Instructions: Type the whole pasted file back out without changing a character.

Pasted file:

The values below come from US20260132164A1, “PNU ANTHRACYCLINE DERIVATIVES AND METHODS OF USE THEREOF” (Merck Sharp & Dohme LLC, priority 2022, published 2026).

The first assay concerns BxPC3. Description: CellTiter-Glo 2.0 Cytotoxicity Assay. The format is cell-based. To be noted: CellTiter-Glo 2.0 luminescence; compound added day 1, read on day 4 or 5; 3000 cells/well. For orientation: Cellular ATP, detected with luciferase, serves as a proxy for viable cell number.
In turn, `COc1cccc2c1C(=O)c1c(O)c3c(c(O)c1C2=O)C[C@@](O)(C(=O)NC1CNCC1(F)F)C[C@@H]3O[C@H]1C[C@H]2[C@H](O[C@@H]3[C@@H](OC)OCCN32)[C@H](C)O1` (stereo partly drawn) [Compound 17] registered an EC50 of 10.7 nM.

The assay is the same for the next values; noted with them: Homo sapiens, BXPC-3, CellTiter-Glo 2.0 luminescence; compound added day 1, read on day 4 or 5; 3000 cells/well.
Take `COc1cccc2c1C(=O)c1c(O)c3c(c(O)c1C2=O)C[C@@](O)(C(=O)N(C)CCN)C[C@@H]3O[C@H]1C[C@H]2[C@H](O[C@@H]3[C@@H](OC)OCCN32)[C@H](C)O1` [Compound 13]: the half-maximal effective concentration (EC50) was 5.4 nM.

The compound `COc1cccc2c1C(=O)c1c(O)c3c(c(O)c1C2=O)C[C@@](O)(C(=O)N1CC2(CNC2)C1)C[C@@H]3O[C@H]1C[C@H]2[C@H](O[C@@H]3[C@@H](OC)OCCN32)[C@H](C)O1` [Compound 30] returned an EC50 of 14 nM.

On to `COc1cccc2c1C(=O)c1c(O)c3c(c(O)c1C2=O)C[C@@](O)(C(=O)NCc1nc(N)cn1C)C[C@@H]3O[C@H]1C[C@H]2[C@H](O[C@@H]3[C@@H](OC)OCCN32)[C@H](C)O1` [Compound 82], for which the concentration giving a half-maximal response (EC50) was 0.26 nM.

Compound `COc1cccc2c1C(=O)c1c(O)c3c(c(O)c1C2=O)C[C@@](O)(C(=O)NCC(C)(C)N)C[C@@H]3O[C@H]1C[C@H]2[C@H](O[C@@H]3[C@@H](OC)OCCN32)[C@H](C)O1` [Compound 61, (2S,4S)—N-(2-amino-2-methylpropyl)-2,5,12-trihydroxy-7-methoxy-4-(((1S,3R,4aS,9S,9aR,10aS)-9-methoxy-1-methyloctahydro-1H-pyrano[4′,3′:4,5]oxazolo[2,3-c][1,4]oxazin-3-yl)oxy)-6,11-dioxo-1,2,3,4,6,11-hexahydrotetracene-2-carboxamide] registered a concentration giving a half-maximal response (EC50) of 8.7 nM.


The values below come from US20260132164A1, “PNU ANTHRACYCLINE DERIVATIVES AND METHODS OF USE THEREOF” (Merck Sharp & Dohme LLC, priority 2022, published 2026).

The first assay concerns BxPC3. Description: CellTiter-Glo 2.0 Cytotoxicity Assay. The format is cell-based. To be noted: CellTiter-Glo 2.0 luminescence; compound added day 1, read on day 4 or 5; 3000 cells/well. For orientation: Cellular ATP, detected with luciferase, serves as a proxy for viable cell number.
In turn, `COc1cccc2c1C(=O)c1c(O)c3c(c(O)c1C2=O)C[C@@](O)(C(=O)NC1CNCC1(F)F)C[C@@H]3O[C@H]1C[C@H]2[C@H](O[C@@H]3[C@@H](OC)OCCN32)[C@H](C)O1` (stereo partly drawn) [Compound 17] registered an EC50 of 10.7 nM.

The assay is the same for the next values; noted with them: Homo sapiens, BXPC-3, CellTiter-Glo 2.0 luminescence; compound added day 1, read on day 4 or 5; 3000 cells/well.
Take `COc1cccc2c1C(=O)c1c(O)c3c(c(O)c1C2=O)C[C@@](O)(C(=O)N(C)CCN)C[C@@H]3O[C@H]1C[C@H]2[C@H](O[C@@H]3[C@@H](OC)OCCN32)[C@H](C)O1` [Compound 13]: the half-maximal effective concentration (EC50) was 5.4 nM.

The compound `COc1cccc2c1C(=O)c1c(O)c3c(c(O)c1C2=O)C[C@@](O)(C(=O)N1CC2(CNC2)C1)C[C@@H]3O[C@H]1C[C@H]2[C@H](O[C@@H]3[C@@H](OC)OCCN32)[C@H](C)O1` [Compound 30] returned an EC50 of 14 nM.

On to `COc1cccc2c1C(=O)c1c(O)c3c(c(O)c1C2=O)C[C@@](O)(C(=O)NCc1nc(N)cn1C)C[C@@H]3O[C@H]1C[C@H]2[C@H](O[C@@H]3[C@@H](OC)OCCN32)[C@H](C)O1` [Compound 82], for which the concentration giving a half-maximal response (EC50) was 0.26 nM.

Compound `COc1cccc2c1C(=O)c1c(O)c3c(c(O)c1C2=O)C[C@@](O)(C(=O)NCC(C)(C)N)C[C@@H]3O[C@H]1C[C@H]2[C@H](O[C@@H]3[C@@H](OC)OCCN32)[C@H](C)O1` [Compound 61, (2S,4S)—N-(2-amino-2-methylpropyl)-2,5,12-trihydroxy-7-methoxy-4-(((1S,3R,4aS,9S,9aR,10aS)-9-methoxy-1-methyloctahydro-1H-pyrano[4′,3′:4,5]oxazolo[2,3-c][1,4]oxazin-3-yl)oxy)-6,11-dioxo-1,2,3,4,6,11-hexahydrotetracene-2-carboxamide] registered a concentration giving a half-maximal response (EC50) of 8.7 nM.